Yesterday evening I attended the ribbon ceremony for Toby and Jonny’s treehouse in the West Dean Arboretum. I do believe that this is the coolest treehouse I may ever set eyes on or be privileged to visit as I wish. It fits about 6-7 people comfortably, but has held about a dozen occupants, and is probably strong enough to hold twice that.
The thing about being a graduate student at a craft school is that the students are constantly creating marvelous things.
Here’s the West Dean PR blurb in the latest “What’s On” about it:
On Monday, 30th June, at 4.30pm the tree house will have its official opening. Furniture student Jonny Martin and Making Stringed Musical Instrument student Toby Rzepka have been working on this project since November. Both Jonny and Toby had made tree houses in their respective home towns last summer, and it was a conversation about these which sparked the idea of a tree house in the Arboretum.
During the winter months they drew up plans of the tree house and had numerous meetings with Bob Pulley, Simon Ward and Jim Buckland discussing the practicalities of such a structure and addressing health and safety issues. Practical work finally began on 7th May and since then the tree house has evolved during evenings and weekends, led by Jonny and Toby with help and support from many other students. The wood used to make the tree house is all from the West Dean Estate, kindly donated by Ian Odin. Other people who do not study at, or work for the College, have also helped, namely Steve Corbit. Steve works with experimental buildings, such as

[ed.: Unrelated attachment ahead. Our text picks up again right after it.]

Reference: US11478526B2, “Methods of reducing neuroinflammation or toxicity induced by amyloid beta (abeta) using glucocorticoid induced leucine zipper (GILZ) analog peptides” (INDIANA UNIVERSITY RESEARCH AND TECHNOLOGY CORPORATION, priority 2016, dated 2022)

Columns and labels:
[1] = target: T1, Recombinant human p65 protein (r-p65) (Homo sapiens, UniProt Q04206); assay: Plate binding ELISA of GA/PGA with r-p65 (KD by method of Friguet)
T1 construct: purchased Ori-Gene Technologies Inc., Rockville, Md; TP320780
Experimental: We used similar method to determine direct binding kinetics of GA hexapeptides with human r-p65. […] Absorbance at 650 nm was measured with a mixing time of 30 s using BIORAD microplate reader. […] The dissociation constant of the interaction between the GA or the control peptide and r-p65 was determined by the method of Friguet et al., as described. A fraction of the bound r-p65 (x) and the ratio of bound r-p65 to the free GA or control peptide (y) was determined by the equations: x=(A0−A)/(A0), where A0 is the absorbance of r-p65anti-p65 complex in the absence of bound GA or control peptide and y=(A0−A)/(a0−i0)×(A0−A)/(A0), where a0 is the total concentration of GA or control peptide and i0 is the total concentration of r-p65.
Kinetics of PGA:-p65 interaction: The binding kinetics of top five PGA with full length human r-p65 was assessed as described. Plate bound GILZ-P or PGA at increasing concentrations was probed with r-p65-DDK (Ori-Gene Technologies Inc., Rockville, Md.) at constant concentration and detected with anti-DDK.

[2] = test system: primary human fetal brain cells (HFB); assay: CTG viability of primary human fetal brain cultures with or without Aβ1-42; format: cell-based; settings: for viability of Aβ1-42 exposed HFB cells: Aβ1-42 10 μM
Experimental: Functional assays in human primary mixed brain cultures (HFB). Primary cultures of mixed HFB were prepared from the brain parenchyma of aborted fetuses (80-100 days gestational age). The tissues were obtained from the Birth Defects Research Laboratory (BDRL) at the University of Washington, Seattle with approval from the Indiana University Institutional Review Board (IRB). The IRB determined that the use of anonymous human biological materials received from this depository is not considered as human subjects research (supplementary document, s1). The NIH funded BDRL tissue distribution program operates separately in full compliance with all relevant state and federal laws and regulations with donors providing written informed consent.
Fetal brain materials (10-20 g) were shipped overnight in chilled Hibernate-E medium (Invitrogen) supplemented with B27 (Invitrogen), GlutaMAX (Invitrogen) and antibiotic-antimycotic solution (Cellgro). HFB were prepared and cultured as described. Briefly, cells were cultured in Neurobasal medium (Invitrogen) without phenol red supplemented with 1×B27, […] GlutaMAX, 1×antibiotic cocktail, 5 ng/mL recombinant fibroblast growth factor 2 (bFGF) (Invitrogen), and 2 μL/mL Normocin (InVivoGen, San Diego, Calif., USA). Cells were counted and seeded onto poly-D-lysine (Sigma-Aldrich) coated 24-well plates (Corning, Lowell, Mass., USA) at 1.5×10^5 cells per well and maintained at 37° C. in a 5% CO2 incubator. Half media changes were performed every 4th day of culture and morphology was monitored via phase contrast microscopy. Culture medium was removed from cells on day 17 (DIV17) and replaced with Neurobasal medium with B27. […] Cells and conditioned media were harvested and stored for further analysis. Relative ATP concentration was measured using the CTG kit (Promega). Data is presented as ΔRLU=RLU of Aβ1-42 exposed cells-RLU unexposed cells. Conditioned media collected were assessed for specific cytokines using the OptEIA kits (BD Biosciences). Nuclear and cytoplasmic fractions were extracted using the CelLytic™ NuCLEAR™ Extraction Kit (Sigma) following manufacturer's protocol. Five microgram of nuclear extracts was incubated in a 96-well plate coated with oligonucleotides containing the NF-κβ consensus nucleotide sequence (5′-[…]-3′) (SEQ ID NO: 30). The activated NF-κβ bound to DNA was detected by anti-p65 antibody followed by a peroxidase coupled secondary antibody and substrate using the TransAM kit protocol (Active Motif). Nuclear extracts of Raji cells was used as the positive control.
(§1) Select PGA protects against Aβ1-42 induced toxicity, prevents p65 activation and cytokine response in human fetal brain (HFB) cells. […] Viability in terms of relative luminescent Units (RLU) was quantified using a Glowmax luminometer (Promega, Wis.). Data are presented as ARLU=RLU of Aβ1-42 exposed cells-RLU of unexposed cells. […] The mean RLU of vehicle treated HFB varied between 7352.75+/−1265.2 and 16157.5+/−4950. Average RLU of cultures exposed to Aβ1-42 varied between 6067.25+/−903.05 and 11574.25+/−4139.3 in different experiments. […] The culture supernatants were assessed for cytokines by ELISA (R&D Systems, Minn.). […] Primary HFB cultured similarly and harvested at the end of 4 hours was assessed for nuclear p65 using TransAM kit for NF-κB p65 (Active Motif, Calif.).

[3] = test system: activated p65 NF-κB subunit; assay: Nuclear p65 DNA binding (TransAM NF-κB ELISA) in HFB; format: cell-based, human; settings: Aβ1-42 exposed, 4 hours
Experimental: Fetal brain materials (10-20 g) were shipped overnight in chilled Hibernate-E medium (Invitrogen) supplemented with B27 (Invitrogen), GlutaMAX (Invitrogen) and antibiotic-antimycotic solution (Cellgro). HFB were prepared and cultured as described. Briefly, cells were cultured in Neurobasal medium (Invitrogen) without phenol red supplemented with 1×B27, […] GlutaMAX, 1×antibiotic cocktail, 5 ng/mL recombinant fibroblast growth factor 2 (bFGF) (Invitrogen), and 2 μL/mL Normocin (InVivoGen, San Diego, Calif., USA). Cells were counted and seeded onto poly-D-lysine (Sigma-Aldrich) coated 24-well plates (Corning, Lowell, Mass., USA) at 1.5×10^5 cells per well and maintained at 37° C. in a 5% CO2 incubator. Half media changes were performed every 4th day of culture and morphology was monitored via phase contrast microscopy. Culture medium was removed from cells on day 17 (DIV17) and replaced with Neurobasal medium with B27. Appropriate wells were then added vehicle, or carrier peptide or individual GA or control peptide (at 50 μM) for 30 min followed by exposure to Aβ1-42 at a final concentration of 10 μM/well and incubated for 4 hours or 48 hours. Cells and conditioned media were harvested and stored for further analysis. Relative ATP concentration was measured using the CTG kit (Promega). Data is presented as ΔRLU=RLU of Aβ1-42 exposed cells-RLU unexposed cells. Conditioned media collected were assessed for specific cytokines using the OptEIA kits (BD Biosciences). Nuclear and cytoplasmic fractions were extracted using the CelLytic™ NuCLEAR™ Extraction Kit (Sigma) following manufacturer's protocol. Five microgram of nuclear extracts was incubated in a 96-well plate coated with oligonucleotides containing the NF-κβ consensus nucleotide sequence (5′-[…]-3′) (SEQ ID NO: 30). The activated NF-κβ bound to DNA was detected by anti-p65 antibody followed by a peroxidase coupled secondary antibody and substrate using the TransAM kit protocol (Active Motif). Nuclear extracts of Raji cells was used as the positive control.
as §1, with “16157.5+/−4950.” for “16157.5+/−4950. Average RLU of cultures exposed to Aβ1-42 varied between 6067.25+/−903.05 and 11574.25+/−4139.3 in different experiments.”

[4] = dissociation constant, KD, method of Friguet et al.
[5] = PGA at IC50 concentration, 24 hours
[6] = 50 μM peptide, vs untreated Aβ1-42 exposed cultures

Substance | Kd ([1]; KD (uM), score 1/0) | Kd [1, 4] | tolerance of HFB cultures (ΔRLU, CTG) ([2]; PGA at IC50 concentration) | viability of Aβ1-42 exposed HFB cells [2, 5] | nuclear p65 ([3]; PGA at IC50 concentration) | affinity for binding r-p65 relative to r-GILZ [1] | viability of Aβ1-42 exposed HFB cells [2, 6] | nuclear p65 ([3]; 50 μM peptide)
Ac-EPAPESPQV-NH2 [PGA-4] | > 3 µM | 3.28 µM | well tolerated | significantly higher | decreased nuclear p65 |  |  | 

the grid-shell building at the Weald and Downland museum. He played an important part in the construction, acting as a structural engineer – passing on valuable advice and knowledge to the students.
Jonny is extremely pleased with the finished result; the tree house is now part of the West Dean community and something that future students and visitors can use and enjoy for years to come.
The tree house is four metres in diameter and comfortably seats seven people. Part of the proposal was that it was to be ‘lost in the trees’, something that one stumbles upon when walking through the arboretum. However, if you follow the yellow ribbons on Monday you will be guided to where it sits. The opening is from 4.30 onwards, so if you’re here, why not take a wander?